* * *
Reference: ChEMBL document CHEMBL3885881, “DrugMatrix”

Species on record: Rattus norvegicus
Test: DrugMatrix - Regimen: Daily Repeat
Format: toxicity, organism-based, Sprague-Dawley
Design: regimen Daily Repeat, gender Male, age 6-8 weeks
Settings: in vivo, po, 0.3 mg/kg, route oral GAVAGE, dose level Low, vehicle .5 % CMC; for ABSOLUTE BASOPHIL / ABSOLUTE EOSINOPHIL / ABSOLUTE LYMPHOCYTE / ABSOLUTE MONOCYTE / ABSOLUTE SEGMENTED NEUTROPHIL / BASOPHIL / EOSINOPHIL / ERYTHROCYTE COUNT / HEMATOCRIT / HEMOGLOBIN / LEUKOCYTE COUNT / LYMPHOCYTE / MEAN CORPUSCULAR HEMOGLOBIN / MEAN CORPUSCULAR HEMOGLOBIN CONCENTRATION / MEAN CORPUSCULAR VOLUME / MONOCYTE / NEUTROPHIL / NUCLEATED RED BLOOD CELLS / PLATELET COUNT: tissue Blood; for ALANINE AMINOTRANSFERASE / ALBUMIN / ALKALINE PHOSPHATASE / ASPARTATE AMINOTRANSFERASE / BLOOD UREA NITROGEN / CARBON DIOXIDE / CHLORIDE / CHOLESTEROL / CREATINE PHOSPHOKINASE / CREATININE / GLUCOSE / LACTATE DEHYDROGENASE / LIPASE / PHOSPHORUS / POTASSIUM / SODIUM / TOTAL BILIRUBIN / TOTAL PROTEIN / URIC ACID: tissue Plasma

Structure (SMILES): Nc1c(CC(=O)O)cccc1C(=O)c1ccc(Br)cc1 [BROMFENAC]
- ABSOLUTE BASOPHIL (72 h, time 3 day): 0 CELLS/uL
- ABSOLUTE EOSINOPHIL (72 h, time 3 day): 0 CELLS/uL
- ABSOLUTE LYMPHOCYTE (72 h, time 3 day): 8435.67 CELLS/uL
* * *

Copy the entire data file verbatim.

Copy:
Reference: ChEMBL document CHEMBL3885881, “DrugMatrix”

Species on record: Rattus norvegicus
Test: DrugMatrix - Regimen: Daily Repeat
Format: toxicity, organism-based, Sprague-Dawley
Design: regimen Daily Repeat, gender Male, age 6-8 weeks
Settings: in vivo, po, 0.3 mg/kg, route oral GAVAGE, dose level Low, vehicle .5 % CMC; for ABSOLUTE BASOPHIL / ABSOLUTE EOSINOPHIL / ABSOLUTE LYMPHOCYTE / ABSOLUTE MONOCYTE / ABSOLUTE SEGMENTED NEUTROPHIL / BASOPHIL / EOSINOPHIL / ERYTHROCYTE COUNT / HEMATOCRIT / HEMOGLOBIN / LEUKOCYTE COUNT / LYMPHOCYTE / MEAN CORPUSCULAR HEMOGLOBIN / MEAN CORPUSCULAR HEMOGLOBIN CONCENTRATION / MEAN CORPUSCULAR VOLUME / MONOCYTE / NEUTROPHIL / NUCLEATED RED BLOOD CELLS / PLATELET COUNT: tissue Blood; for ALANINE AMINOTRANSFERASE / ALBUMIN / ALKALINE PHOSPHATASE / ASPARTATE AMINOTRANSFERASE / BLOOD UREA NITROGEN / CARBON DIOXIDE / CHLORIDE / CHOLESTEROL / CREATINE PHOSPHOKINASE / CREATININE / GLUCOSE / LACTATE DEHYDROGENASE / LIPASE / PHOSPHORUS / POTASSIUM / SODIUM / TOTAL BILIRUBIN / TOTAL PROTEIN / URIC ACID: tissue Plasma

Structure (SMILES): Nc1c(CC(=O)O)cccc1C(=O)c1ccc(Br)cc1 [BROMFENAC]
- ABSOLUTE BASOPHIL (72 h, time 3 day): 0 CELLS/uL
- ABSOLUTE EOSINOPHIL (72 h, time 3 day): 0 CELLS/uL
- ABSOLUTE LYMPHOCYTE (72 h, time 3 day): 8435.67 CELLS/uL